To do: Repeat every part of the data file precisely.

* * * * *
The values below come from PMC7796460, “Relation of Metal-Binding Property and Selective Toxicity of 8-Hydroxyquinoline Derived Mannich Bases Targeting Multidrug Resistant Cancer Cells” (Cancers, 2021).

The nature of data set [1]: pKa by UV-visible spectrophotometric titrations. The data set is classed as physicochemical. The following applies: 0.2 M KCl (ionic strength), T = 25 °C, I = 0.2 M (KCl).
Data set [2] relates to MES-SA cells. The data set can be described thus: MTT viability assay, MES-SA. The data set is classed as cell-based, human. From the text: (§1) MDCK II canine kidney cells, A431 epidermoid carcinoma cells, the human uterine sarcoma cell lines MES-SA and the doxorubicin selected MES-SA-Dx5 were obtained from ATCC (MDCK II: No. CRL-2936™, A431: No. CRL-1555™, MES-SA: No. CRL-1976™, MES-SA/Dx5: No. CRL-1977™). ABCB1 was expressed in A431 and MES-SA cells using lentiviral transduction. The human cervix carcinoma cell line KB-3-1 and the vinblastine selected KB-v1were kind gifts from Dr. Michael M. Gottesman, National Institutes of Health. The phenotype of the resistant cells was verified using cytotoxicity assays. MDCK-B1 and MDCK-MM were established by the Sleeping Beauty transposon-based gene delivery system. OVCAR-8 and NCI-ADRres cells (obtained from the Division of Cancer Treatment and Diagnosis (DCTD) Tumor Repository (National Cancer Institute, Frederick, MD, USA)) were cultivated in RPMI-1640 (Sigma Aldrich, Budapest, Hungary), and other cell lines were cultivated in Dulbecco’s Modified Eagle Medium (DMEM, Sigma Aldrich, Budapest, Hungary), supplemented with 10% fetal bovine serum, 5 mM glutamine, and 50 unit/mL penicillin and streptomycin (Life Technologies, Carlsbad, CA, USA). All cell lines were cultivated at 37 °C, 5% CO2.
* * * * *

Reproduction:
The values below come from PMC7796460, “Relation of Metal-Binding Property and Selective Toxicity of 8-Hydroxyquinoline Derived Mannich Bases Targeting Multidrug Resistant Cancer Cells” (Cancers, 2021).

The nature of data set [1]: pKa by UV-visible spectrophotometric titrations. The data set is classed as physicochemical. The following applies: 0.2 M KCl (ionic strength), T = 25 °C, I = 0.2 M (KCl).
Data set [2] relates to MES-SA cells. The data set can be described thus: MTT viability assay, MES-SA. The data set is classed as cell-based, human. From the text: (§1) MDCK II canine kidney cells, A431 epidermoid carcinoma cells, the human uterine sarcoma cell lines MES-SA and the doxorubicin selected MES-SA-Dx5 were obtained from ATCC (MDCK II: No. CRL-2936™, A431: No. CRL-1555™, MES-SA: No. CRL-1976™, MES-SA/Dx5: No. CRL-1977™). ABCB1 was expressed in A431 and MES-SA cells using lentiviral transduction. The human cervix carcinoma cell line KB-3-1 and the vinblastine selected KB-v1were kind gifts from Dr. Michael M. Gottesman, National Institutes of Health. The phenotype of the resistant cells was verified using cytotoxicity assays. MDCK-B1 and MDCK-MM were established by the Sleeping Beauty transposon-based gene delivery system. OVCAR-8 and NCI-ADRres cells (obtained from the Division of Cancer Treatment and Diagnosis (DCTD) Tumor Repository (National Cancer Institute, Frederick, MD, USA)) were cultivated in RPMI-1640 (Sigma Aldrich, Budapest, Hungary), and other cell lines were cultivated in Dulbecco’s Modified Eagle Medium (DMEM, Sigma Aldrich, Budapest, Hungary), supplemented with 10% fetal bovine serum, 5 mM glutamine, and 50 unit/mL penicillin and streptomycin (Life Technologies, Carlsbad, CA, USA). All cell lines were cultivated at 37 °C, 5% CO2.